Nestled among verdant hills at the southwestern corner of the hill country, RATNAPURA (literally “City of Gems”) is famous for its precious stones, which have been mined here in extraordinary quantities since antiquity. Naturally, the town makes a big deal of this, with plenty of touts offering trips to gem mines and stones for sale, though unless you have a specialist interest in gemology, this alone isn’t really a sufficient reason to visit the place. If you are interested in learning more, your guesthouse or touts in town may be able to arrange a visit to a working mine. Ratna Gems Halt also run a convenient trip combining a visit to a gem mine, gem museum and Saviya Street, and even run a ten-day gem-cutting course if the subject really grabs your imagination.

Ratnapura does have other attractions, however. The town makes a possible base for visits to Sinharaja and Uda Walawe national parks; trips to both involve a long (4hr+) return drive, making for a big day, but this does avoid the considerable bother of getting to Deniyaya, Kudawa or Embilipitiya. Several guesthouses in town can arrange trips: the going rate for a minivan or jeep is around $50–60 to Sinharaja and $60–70 to Uda Walawe – try Travellers Halt guesthouse or Ratna Gems Halt. Ratnapura is also the starting point for an alternative ascent of Adam’s Peak, though it’s significantly longer and tougher than the route up from Dalhousie. The path starts from the village of Palabaddale, from where it’s a climb of five to seven hours to the summit. Buses run to Palabaddale via Gilimale during the pilgrimage season.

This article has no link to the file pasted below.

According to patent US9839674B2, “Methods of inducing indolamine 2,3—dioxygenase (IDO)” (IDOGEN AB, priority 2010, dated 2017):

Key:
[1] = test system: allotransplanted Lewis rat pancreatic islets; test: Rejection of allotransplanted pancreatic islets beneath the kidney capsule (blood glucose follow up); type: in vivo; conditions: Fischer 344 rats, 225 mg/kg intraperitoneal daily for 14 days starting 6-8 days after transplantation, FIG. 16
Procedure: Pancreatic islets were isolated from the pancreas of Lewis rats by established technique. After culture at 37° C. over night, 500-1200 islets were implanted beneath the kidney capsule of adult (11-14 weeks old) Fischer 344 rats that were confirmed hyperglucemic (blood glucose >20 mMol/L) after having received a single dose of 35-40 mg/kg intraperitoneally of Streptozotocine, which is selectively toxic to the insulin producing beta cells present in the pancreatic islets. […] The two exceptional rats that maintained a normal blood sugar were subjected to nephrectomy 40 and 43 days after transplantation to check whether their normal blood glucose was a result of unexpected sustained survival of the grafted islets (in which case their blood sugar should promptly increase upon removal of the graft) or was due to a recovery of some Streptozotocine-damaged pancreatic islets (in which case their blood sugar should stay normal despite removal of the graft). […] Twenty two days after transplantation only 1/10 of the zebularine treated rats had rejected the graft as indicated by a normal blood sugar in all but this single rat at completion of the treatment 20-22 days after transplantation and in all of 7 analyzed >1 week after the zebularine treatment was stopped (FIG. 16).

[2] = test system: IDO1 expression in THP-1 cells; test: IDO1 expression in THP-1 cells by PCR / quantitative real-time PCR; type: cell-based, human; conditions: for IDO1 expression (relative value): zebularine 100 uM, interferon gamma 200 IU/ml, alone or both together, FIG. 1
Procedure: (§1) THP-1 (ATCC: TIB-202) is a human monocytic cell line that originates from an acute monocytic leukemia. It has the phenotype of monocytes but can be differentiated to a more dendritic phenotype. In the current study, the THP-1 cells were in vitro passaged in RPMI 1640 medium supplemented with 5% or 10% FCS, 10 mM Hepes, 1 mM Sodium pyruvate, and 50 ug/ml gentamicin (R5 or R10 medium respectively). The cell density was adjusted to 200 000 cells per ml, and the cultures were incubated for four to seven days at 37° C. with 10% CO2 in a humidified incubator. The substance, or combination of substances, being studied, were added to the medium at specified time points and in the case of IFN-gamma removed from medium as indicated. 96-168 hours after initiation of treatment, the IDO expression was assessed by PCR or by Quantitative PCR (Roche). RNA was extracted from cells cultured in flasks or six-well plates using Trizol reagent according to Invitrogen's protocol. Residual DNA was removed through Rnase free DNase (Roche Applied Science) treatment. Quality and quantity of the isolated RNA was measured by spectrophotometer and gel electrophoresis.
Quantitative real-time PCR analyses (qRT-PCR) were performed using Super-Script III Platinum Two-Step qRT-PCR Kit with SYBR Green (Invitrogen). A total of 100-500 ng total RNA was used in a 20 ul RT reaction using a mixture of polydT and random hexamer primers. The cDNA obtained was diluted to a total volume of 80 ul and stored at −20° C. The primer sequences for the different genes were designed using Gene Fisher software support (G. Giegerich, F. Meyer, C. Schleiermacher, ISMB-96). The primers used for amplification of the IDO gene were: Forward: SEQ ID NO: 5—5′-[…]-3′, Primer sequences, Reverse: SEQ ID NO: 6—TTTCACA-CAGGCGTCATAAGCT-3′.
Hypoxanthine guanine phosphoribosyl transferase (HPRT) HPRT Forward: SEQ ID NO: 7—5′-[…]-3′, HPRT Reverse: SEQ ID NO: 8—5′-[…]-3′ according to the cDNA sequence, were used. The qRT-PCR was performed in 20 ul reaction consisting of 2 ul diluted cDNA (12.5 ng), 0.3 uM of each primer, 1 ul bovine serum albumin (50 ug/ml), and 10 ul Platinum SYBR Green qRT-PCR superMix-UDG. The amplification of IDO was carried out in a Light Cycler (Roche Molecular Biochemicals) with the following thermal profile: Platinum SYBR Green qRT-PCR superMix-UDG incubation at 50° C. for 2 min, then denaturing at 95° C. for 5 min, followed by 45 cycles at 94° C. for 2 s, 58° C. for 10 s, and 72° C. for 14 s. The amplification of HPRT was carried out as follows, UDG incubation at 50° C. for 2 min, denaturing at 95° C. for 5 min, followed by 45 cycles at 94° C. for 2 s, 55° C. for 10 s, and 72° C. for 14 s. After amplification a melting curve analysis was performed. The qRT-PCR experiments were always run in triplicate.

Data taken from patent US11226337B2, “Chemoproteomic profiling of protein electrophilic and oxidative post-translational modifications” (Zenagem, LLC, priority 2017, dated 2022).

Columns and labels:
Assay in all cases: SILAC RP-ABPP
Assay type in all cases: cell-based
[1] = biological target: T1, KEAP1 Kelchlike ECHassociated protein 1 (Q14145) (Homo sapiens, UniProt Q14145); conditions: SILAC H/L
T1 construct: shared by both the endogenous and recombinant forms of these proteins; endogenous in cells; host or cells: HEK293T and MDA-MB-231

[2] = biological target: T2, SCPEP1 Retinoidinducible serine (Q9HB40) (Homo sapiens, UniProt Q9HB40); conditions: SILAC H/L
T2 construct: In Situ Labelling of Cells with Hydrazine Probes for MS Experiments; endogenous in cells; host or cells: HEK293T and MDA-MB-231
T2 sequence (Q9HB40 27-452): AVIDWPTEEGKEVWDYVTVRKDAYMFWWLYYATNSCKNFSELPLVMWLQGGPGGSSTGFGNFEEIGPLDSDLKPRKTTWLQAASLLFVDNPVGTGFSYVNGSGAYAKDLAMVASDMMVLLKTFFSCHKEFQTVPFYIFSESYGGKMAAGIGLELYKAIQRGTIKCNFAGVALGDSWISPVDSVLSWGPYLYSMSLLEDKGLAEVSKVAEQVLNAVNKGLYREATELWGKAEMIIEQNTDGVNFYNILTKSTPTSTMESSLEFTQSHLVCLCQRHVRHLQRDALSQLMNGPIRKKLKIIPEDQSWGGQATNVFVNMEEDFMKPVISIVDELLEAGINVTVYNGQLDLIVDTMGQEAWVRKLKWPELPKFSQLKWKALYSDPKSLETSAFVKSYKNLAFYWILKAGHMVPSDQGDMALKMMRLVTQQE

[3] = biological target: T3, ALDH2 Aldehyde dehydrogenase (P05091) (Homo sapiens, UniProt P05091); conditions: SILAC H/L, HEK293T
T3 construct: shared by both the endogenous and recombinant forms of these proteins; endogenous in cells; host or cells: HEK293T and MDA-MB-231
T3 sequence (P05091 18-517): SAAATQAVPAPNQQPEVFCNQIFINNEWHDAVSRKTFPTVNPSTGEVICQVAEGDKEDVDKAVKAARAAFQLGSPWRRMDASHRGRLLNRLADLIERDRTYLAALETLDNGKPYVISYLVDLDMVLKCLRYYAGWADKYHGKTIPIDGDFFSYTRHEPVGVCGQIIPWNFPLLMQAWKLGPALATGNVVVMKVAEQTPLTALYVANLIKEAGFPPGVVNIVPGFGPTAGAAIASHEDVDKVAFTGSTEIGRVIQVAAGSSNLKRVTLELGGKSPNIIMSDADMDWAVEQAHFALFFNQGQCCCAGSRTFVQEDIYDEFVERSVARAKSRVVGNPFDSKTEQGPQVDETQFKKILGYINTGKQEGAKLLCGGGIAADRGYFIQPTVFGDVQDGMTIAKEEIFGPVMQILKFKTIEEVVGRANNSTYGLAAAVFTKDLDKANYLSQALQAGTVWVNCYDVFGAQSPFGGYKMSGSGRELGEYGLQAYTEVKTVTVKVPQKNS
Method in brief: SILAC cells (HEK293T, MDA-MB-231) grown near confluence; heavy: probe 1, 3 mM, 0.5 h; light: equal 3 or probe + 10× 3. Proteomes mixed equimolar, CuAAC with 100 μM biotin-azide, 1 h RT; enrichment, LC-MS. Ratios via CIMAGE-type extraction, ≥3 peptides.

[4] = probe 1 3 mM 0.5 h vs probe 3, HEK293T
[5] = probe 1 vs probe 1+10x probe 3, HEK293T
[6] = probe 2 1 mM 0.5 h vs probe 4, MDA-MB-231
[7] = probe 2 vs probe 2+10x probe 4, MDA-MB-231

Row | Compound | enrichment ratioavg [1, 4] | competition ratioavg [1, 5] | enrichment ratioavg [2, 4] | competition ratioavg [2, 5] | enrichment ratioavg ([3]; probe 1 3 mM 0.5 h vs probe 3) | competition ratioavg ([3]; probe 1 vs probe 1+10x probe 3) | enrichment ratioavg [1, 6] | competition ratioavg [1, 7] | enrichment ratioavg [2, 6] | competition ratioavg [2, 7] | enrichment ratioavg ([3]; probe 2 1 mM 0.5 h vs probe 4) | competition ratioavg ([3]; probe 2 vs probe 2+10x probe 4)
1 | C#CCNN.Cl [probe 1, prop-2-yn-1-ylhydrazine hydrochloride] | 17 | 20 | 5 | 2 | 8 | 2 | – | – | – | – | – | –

Ratnapura also has the distinction of being one of the wettest places in Sri Lanka, with an annual rainfall sometimes exceeding four metres – and even when it’s not raining, the climate is usually humid and sticky.

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